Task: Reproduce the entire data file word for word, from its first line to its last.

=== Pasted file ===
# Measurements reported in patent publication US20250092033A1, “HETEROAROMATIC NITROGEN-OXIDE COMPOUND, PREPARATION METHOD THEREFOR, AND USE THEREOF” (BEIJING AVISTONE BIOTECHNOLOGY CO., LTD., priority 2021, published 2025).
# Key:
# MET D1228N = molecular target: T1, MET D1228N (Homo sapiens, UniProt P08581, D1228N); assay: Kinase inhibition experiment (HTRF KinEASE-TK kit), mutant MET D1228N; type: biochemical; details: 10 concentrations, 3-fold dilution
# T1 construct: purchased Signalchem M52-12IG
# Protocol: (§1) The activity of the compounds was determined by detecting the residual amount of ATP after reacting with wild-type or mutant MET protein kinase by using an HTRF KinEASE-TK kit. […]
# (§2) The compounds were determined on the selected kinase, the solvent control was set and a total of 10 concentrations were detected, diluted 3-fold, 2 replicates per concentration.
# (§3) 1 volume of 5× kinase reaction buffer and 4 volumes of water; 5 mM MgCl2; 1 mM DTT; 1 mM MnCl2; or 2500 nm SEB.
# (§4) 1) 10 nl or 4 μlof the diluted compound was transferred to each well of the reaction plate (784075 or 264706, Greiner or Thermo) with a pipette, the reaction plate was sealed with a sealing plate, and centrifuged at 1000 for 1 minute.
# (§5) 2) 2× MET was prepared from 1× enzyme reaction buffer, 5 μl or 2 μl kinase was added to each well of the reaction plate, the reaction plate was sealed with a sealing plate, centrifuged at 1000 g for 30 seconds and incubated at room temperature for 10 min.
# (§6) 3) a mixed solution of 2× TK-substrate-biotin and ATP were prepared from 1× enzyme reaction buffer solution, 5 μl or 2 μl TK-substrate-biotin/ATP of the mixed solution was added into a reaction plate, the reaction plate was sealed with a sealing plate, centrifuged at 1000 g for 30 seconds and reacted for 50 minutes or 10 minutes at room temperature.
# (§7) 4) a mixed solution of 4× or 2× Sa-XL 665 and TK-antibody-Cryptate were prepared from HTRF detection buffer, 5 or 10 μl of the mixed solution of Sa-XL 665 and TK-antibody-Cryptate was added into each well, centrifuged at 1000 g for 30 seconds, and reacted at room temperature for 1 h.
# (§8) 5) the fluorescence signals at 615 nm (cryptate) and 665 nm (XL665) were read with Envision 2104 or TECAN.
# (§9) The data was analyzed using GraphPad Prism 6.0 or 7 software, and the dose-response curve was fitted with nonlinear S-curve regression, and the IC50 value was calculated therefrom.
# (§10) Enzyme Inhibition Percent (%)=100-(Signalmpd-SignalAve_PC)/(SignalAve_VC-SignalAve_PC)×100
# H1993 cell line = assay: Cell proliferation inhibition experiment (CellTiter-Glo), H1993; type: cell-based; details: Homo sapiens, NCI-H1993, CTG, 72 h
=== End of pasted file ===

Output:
# Measurements reported in patent publication US20250092033A1, “HETEROAROMATIC NITROGEN-OXIDE COMPOUND, PREPARATION METHOD THEREFOR, AND USE THEREOF” (BEIJING AVISTONE BIOTECHNOLOGY CO., LTD., priority 2021, published 2025).
# Key:
# MET D1228N = molecular target: T1, MET D1228N (Homo sapiens, UniProt P08581, D1228N); assay: Kinase inhibition experiment (HTRF KinEASE-TK kit), mutant MET D1228N; type: biochemical; details: 10 concentrations, 3-fold dilution
# T1 construct: purchased Signalchem M52-12IG
# Protocol: (§1) The activity of the compounds was determined by detecting the residual amount of ATP after reacting with wild-type or mutant MET protein kinase by using an HTRF KinEASE-TK kit. […]
# (§2) The compounds were determined on the selected kinase, the solvent control was set and a total of 10 concentrations were detected, diluted 3-fold, 2 replicates per concentration.
# (§3) 1 volume of 5× kinase reaction buffer and 4 volumes of water; 5 mM MgCl2; 1 mM DTT; 1 mM MnCl2; or 2500 nm SEB.
# (§4) 1) 10 nl or 4 μlof the diluted compound was transferred to each well of the reaction plate (784075 or 264706, Greiner or Thermo) with a pipette, the reaction plate was sealed with a sealing plate, and centrifuged at 1000 for 1 minute.
# (§5) 2) 2× MET was prepared from 1× enzyme reaction buffer, 5 μl or 2 μl kinase was added to each well of the reaction plate, the reaction plate was sealed with a sealing plate, centrifuged at 1000 g for 30 seconds and incubated at room temperature for 10 min.
# (§6) 3) a mixed solution of 2× TK-substrate-biotin and ATP were prepared from 1× enzyme reaction buffer solution, 5 μl or 2 μl TK-substrate-biotin/ATP of the mixed solution was added into a reaction plate, the reaction plate was sealed with a sealing plate, centrifuged at 1000 g for 30 seconds and reacted for 50 minutes or 10 minutes at room temperature.
# (§7) 4) a mixed solution of 4× or 2× Sa-XL 665 and TK-antibody-Cryptate were prepared from HTRF detection buffer, 5 or 10 μl of the mixed solution of Sa-XL 665 and TK-antibody-Cryptate was added into each well, centrifuged at 1000 g for 30 seconds, and reacted at room temperature for 1 h.
# (§8) 5) the fluorescence signals at 615 nm (cryptate) and 665 nm (XL665) were read with Envision 2104 or TECAN.
# (§9) The data was analyzed using GraphPad Prism 6.0 or 7 software, and the dose-response curve was fitted with nonlinear S-curve regression, and the IC50 value was calculated therefrom.
# (§10) Enzyme Inhibition Percent (%)=100-(Signalmpd-SignalAve_PC)/(SignalAve_VC-SignalAve_PC)×100
# H1993 cell line = assay: Cell proliferation inhibition experiment (CellTiter-Glo), H1993; type: cell-based; details: Homo sapiens, NCI-H1993, CTG, 72 h